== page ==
- Not spend time with people we didn’t care for, out of obligation
- Not attend time-wasting meetings or gatherings, “just because”
- Spend more time at home reconnecting with our families
- Reclaim valuable “me-time” to read, reflect and/or relax
People who regularly use fitness centres or clubs generally fall into one of two groups: One group loves exercise and goes primarily to workout; and while the second group also exercises, they mostly go to enjoy the social aspect these places offer; and there’s nothing wrong with this. I can tell you from experience, it sure beats socializing in seedy dive bars.
When fitness businesses suddenly shut down March 2019, group one looked for alternative ways to stay fit. Some used online fitness programs at home, while others headed outside to get the results they desired. For two years, come rain or shine, these folks have littered the city’s parks, sidewalks, beaches and playgrounds. And it’s been awesome.
Many from the second group simply stopped exercising, since the social aspect was no longer available; again, nothing wrong with this at all. At the club where I work, many cheerful faces are returning after the two-year hiatus, and most are sporting a few extra pounds. Regardless, we’re happy they are back!
For the three months my gym was closed, I walked twelve kilometres a day, six days a week, rain or shine (who am I kidding? I live in Victoria; it was raining). Looking back now, I realize this was the very best thing I did for both my physical and mental health.
These daily walks gave me a purpose; a reason to get out of bed each morning. Once I understood the critical thinking behind this, I knew it was not just about a daily walk, but much, much, more. These walks became the metaphor for how sticking to good habits–especially during a pandemic– helps us create the lives we want.
So, was I right? Did the pandemic magnify our/my habits, good or bad? Did results prove this? I honestly don’t know. And while I can’t speak for other people, here’s what the pandemic has taught, or confirmed, about myself. I must:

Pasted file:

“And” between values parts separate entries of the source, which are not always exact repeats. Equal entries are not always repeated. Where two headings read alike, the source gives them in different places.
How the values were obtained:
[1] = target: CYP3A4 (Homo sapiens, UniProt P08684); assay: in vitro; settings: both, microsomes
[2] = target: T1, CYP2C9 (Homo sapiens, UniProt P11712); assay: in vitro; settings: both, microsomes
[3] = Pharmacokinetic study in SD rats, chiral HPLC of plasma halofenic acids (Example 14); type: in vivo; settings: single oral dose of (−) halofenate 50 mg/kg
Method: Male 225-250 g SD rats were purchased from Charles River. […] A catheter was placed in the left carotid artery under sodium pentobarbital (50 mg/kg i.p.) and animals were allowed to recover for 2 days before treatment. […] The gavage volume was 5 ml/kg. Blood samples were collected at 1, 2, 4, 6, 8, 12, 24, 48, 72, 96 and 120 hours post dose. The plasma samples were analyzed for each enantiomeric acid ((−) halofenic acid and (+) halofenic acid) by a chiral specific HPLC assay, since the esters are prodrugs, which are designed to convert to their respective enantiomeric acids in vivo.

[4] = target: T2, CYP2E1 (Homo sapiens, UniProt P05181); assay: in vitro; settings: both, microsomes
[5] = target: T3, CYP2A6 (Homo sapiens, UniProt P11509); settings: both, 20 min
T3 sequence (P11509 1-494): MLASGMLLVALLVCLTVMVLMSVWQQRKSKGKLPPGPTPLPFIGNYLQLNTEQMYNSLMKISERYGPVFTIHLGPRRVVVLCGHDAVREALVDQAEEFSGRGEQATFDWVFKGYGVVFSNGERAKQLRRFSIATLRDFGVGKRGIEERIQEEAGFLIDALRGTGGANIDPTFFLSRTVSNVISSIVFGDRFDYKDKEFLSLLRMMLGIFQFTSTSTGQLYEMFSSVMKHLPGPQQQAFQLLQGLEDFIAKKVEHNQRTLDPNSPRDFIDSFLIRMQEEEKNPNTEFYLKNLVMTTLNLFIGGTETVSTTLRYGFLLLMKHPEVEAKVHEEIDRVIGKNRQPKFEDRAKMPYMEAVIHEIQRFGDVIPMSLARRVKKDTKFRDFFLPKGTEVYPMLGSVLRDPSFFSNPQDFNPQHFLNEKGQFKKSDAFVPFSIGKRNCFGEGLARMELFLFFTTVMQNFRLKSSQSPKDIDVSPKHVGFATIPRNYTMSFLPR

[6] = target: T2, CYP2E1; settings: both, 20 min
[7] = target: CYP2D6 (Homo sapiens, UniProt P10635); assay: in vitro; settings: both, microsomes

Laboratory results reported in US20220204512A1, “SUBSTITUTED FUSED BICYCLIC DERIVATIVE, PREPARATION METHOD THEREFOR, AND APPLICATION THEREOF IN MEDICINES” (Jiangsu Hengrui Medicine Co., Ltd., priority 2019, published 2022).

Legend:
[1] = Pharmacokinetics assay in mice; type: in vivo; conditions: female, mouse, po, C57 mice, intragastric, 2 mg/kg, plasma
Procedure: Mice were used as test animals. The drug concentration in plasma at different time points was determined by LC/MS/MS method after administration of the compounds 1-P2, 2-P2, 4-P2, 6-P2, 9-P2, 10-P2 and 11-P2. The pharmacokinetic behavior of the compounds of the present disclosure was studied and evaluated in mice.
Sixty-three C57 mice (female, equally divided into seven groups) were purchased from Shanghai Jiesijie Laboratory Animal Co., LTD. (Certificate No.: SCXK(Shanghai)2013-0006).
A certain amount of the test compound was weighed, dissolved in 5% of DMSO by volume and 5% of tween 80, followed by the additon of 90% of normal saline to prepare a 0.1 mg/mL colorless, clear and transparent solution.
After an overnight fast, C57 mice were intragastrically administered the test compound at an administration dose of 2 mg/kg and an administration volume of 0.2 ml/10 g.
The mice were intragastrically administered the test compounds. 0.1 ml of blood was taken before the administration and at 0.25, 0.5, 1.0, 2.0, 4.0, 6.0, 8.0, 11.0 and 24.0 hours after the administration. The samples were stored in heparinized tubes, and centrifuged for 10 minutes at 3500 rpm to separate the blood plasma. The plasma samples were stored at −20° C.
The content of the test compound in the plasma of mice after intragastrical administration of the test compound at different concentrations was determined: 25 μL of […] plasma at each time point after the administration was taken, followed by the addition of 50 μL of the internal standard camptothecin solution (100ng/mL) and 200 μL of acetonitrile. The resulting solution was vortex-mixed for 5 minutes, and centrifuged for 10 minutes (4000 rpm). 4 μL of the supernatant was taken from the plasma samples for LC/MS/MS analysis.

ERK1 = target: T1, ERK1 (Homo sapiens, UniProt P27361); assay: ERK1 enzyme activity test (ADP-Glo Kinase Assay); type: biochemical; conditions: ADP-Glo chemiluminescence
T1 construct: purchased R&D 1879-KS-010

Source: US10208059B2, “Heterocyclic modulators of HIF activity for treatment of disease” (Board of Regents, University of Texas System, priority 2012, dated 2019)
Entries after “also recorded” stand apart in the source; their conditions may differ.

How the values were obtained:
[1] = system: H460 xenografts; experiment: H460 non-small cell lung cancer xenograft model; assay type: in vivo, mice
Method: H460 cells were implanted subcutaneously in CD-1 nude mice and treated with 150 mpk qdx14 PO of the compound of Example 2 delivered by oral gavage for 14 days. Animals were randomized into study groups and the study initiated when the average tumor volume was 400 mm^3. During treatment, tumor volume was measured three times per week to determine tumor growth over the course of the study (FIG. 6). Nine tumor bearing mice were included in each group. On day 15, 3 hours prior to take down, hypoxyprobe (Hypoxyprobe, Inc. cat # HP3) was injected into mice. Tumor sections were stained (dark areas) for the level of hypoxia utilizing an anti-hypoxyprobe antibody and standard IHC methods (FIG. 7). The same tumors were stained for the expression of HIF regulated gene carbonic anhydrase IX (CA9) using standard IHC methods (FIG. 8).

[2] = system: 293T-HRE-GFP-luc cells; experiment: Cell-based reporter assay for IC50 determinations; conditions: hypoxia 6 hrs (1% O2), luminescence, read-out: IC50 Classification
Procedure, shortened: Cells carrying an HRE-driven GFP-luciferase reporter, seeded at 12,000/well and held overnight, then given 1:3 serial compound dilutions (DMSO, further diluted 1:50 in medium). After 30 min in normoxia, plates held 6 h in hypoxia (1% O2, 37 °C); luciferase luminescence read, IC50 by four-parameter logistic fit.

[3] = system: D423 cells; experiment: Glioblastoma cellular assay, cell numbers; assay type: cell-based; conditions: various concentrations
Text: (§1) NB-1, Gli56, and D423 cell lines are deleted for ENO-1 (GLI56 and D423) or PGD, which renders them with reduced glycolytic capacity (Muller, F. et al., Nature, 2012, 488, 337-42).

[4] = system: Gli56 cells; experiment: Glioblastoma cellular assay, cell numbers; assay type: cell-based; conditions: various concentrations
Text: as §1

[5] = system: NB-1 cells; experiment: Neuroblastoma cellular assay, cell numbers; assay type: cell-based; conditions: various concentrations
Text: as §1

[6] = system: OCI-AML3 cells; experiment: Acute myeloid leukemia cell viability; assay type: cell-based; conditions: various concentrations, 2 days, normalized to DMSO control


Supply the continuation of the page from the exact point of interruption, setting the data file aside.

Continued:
- Set my sights on worthy goals, and then take steps towards achieving those goals. Don’t use the pandemic as an excuse not to do something
- Expect obstructions (maybe even a pandemic), failures, and disappointments along the journey; they are all part of the achievement process. My job is to push through; to put one foot in front of the other, again and again, until I achieve whatever it is I’ve set out to achieve
- Manage my time carefully. Don’t get sucked into the “lockdown mindset” where “Covid” is an excuse to procrastinate doing things that are important for me
- Understand that this is a hard time for everyone -even those who’ve become extreme in their views- and do my best to be civil and understanding toward them. I’ll do my best to be respectful. I’ll also do my best to avoid conflict, mostly by avoidance and when neccessary, elimination of contact
- Continue to make plans for my future, in all areas of my life
- Remember that regardless what happens – the apocalypse, covid, the plague, SARS, etc., I promise to never, ever, EVER hoard toilet paper. Scouts honour.
Author Bio: David Knapp-Fisher
As founder of The Inspired Humans Project, David loves sharing inspirational stories. His TEDx talk, “Discipline or Regret, a Father’s Decision” been viewed over 112,000 times, and his book, “Punch Failure in The Face, The Buy It a Beer” has 36 five star reviews on amazon.ca.
David lives in Victoria B.C. and spends most of his time trying (& usually failing) to stump his son with movie trivia or planning his next big adventure; both while drinking great coffee, of course.